Vikings, Martyrdom and a Tea Clipper

Yesterday was a pretty awesome day to be a Greenwich tax payer as the council and the folks behind the Cutty Sark had decided we would get a free trip on the refurbished tea clipper. It isn’t even open yet, and we even beat Her Majesty The Queen!

I booked tickets for 4pm, and with some time to kill before then we decided to go to the church of St Alfege as they are celebrating the murder of Ælfheah of Canterbury who was captured and martyred by marauding Vikings in 1012.

Being agnostic I wasn’t so bothered about how wonderful it was that St Alfege died because he wouldn’t let his mates pay a ransom to the Vikings to secure his release, but we did get an awesome church built on the spot where he died instead.

Thanks to the church and Regia Anglorum we also got an 11th century Anglo Saxon village for the week and I took some photos of this fantastic re-enactment .

Also, if you are in Greenwich on Christmas Eve, the church choir perform on their own shortly before the midnight mass. They are amazing. Stunning singers.

Men being manly with axes.

Loom weaving.

Women chatting. Nothing ever changes.

Thread making? Or the earliest form of a friendship bracelet?

Embroidery.

Oh no! The Vikings are back! Quick! Hide the babies!



Beautiful ship #1.

Making flour? Looks a lot like the process still used in Morocco to make Argan oil

Harp playing too! 🙂

After that wonderful experience, I walked round the corner of my local area to see stunning ship #2!

So, the Cutty Sark. A major landmark in Greenwich, engulfed by fire in 2007, fastest tea clipper in the west, cost £50 million to refurbish yadda yadda yadda. But what did it feel like to go into the new building?

AMAZING. FRIGGING AMAZING*.

It is beautiful, absolutely beautiful. I felt quite emotional as I slowly walked along the gangway that takes you into the ship itself. I stared up at the gorgeous plating on the hull and was in awe. Amazing.



Stern and rudder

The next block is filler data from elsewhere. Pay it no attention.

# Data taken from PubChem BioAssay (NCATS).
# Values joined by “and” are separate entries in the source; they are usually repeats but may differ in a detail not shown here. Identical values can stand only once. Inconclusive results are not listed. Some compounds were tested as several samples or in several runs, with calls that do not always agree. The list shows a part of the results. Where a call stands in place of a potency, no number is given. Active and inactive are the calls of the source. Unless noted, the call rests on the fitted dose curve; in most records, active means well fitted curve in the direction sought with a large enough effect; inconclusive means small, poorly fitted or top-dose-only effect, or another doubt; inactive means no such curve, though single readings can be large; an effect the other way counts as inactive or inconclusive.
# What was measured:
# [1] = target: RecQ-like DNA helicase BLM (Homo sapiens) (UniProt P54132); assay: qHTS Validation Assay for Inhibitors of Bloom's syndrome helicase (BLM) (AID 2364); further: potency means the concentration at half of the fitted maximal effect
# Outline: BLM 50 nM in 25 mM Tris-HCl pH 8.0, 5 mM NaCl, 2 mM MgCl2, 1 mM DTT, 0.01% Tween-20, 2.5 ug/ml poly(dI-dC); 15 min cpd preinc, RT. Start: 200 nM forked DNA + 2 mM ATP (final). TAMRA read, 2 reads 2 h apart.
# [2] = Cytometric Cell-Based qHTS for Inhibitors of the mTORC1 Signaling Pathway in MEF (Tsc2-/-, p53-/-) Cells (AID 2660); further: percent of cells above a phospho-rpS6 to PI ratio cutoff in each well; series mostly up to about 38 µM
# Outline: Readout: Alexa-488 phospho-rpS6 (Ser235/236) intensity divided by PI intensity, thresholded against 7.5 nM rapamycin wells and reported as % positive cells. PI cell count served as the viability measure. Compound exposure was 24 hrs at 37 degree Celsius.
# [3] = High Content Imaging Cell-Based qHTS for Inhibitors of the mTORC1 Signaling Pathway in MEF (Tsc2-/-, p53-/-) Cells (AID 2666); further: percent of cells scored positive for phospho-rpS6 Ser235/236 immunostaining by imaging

“Composite construction, a wooden hull on an iron frame”



Replica tea chests hung from the ceiling and tea chest patterns were marked on the floor of the lower hold.

Video screens depicting the tea trade were lined up on both sides of the lower hold.

A large wall covered in material and rows of seating made up the Michael Edwards Studio Theatre. A video showing the Cutty Sark’s routes round the world was projected onto the wall.

The inside of the hull bathed in green.

Upstairs is the ‘tween deck which focused on the crew of the Cutty Sark, and the wool and whisky trades. There was also a interactive video display where people could steer the Cutty Sark home from Australia. I sadly ran the ship aground in Antarctica!

Video projected onto the side of a bale, I thought this was a really great way of displaying content.



Above the ‘tween deck is the main deck where you get to see the top half of the ship in its full glory. There aren’t any exhibitions to see here but exploring the deck, seeing the views, the masts and the 11 miles of rigging is more than enough to keep you enthralled.

Best weather ever.

I doubt this beautiful view would have been possible without the 3 metre raising of the ship.



Gorgeous.



View towards St Alfege showing the blue sea the ship floats on.

After the main deck you take the stairs or lift down to the Sammy Ofer Gallery where you can see the rest of the hull. Unlike the SS Great Britain in Bristol, the sealed off hull area isn’t humid or uncomfortable and is instead light, spacious and airy.

Stern and rudder from below


The gleaming belly.

Wonderfully, the concrete sides from the previous dry dock haven’t been covered up and you can see the differences between the 1950s refurbishment and now.

This practice has been maintained throughout as the new metalwork added to the ship, to make it structurally sound, has been painted grey and the original metalwork has been painted white.







At the stern of the ship is a wonderful 19th Century figurehead collection, children will love it. The white figurehead is Nannie Dee, an figurehead that used to be on the front of the ship… I think.

I do like the sea of glass, the reflections are lovely.

Lots of space and the cafe feels quite unobtrusive from this end of the gallery.

We had to have a cup of ship’s tea, or Twinings tea to be accurate. 🙂

I didn’t get the shot quite right but I tried!

I absolutely love history and having a slice of shipping history fifteen minutes walk from my home is just wonderful. I haven’t been to the ship before and I can only imagine how awful it was for locals when it was burning back in 2007.

I have been to a number of modern museums and comparing it to the Museum of London at Docklands I can only say it is just as good. Both make me want to go back again and again. And once all the exhibits and activities are finished the museum will be even better.

It is a shame entry is £12 when The Queen’s House and the National Maritime Museum are free but the Observatory is not free, so hey ho, some things are worth paying for.

A day later I still feel really happy and excited to have gone and a second trip is a must. Greenwich is such a lovely place to live.

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More photos from the day can be found here.

*These happened to be the words I used to describe how I felt when I briefly chatted to Richard Doughty. Poor man. I made a bee line for him as soon as I recognised him off the telly!

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